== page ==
You can’t come to Wisconsin without trying the ubiquitous cheese curds. Basically, cheese curds are pieces that are separated from the whey during the cheesemaking process, and instead of being molded into a cheese wheel, they are cut and bagged to be sold as “fresh” cheese, versus the typical aged cheddar. They have a mild flavor and a rubbery texture that gives them that classic “squeak,” and they make for a tasty snack. They’re everywhere in Wisconsin, including the self-guided DIY Cheese Curd Trail put together by the folks at Madison Eats Food Tours.

With a variety of stops in and around Madison, sample cheddar, muenster, and goat cheese curds. Have them battered and fried with perfectly melted results. Or, try them bacon wrapped or fried in a gluten free pancake batter. And don’t even get us started on the many dipping sauces like classic ranch, roasted Hatch green chili crema, or truffled fish sauce. It’s truly a Wisconsin tradition. Start planning your trip here: madisoneatsfoodtours.com/best-places-for-fried-cheese-curds-in-madison-wi

Wisconsin’s Cranberry Highway

When it comes to cranberries, Wisconsin is the nation’s largest producer of the tart superfood. To celebrate the ruby red fruit, it’s easy to embark on a self-guided tour along the Cranberry Highway in
the Wisconsin Rapids region.

Stretching almost 50 miles from Wisconsin Rapids to Warrens, the decades-old cranberry beds explode with color in the fall, and the area is filled with creative ways to experience the Wisconsin specialty. Cranberry trailblazers can learn all about the cranberry industry and history at the Wisconsin Cranberry Discovery Center in Warrens, tour a cranberry marsh at Glacial Lake Cranberries or Splash of Red Cranberry Tour, and shop for all things cranberry at Rubi Reds, a family-owned and -operated retail shop in Wisconsin Rapids run by berry growers. It’s also possible to enjoy cranberries in a cocktail, in cranberry bread, or in chicken salad at the many cafes, restaurants, and supper clubs that create sumptuous dishes using the local fruit. There’s even the annual summer Cranberry Blossom Festival. Head to visitwisrapids.com/cranberryhighway to learn more.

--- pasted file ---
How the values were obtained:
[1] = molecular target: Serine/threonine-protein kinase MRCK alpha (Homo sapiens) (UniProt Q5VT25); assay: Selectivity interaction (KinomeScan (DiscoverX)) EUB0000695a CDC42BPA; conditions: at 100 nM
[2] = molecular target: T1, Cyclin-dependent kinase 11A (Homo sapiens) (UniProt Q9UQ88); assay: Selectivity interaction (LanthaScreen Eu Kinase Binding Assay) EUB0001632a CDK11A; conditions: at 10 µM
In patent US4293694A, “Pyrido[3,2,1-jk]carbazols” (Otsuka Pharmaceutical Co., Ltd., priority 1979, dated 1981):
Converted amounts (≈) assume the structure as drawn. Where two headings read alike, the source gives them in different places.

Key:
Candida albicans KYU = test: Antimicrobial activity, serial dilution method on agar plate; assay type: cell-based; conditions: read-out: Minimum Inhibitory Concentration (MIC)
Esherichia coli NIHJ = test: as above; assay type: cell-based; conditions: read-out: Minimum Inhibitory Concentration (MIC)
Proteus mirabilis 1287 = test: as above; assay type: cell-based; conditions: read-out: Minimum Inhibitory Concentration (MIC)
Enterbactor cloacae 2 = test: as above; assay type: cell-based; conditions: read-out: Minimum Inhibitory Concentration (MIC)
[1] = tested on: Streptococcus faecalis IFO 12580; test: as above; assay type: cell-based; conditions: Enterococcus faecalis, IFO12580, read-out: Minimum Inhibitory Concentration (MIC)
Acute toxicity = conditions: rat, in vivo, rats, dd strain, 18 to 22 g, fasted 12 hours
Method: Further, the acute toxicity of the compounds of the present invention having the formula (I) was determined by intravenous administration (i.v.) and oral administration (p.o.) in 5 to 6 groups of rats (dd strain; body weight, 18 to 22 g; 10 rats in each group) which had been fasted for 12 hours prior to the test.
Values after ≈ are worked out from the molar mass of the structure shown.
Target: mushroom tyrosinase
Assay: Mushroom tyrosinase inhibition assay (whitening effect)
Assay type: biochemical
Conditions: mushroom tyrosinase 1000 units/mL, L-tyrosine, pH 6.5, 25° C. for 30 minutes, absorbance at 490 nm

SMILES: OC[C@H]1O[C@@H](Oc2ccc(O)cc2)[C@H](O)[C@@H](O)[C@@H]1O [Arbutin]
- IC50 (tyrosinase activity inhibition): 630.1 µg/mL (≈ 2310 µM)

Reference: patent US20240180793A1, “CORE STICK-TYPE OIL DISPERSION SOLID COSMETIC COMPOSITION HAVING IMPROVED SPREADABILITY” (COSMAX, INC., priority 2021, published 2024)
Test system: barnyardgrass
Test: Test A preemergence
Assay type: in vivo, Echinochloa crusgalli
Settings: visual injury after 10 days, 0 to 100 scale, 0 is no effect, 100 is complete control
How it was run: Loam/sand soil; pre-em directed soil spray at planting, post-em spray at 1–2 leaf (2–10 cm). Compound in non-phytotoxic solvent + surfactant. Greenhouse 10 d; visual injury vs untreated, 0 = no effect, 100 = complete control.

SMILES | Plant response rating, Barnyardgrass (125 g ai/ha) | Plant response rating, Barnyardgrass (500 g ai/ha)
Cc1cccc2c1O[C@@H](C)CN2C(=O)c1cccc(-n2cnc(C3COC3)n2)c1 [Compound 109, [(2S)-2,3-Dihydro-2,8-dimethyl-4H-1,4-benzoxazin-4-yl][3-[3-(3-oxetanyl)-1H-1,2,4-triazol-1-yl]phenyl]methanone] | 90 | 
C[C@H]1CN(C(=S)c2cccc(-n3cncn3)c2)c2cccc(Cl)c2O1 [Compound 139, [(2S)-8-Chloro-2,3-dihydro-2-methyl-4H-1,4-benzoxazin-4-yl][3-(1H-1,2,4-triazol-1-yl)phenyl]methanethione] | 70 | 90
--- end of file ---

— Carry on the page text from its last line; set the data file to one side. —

Wisconsin Coastal Food Trail

Best known as a dairy county, the fertile soils and humid climate of Manitowoc County which produce award-winning cows and dairy products, also contribute to other robust agricultural crop production. The Wisconsin Coastal Food Trail in Manitowoc and Two Rivers shines the spotlight on this culinary bounty with authentic Wisconsin tastes of wine, cheese, beer, butter, smoked fish, ice cream, chocolate, maple syrup, and so much more.

With more than a dozen potential stops, visitors can taste their way through the county, including: scratch-made breads and bakery items at Bakery on State old-fashioned ice cream parlor treats at Beerntsens wines and wine tastings at Cold Country Wines & Vines craft beers at Courthouse Pub, PetSkull Brewing or Sabbatical Brewing smoked fish at Susie-Q Fish Company specialty olive oils and aged vinegars at The Hearty Olive pure maple syrup at Inthewoods Sugarbush cheeses at Pine River Dairy sausages at Newton Meats fresh produce and u-pick strawberries at Wilfert Farms and more. Make a weekend of it and visit them all! Check out wisconsincoastalfoodtrail.com to get started.

Wisconsin Food Trails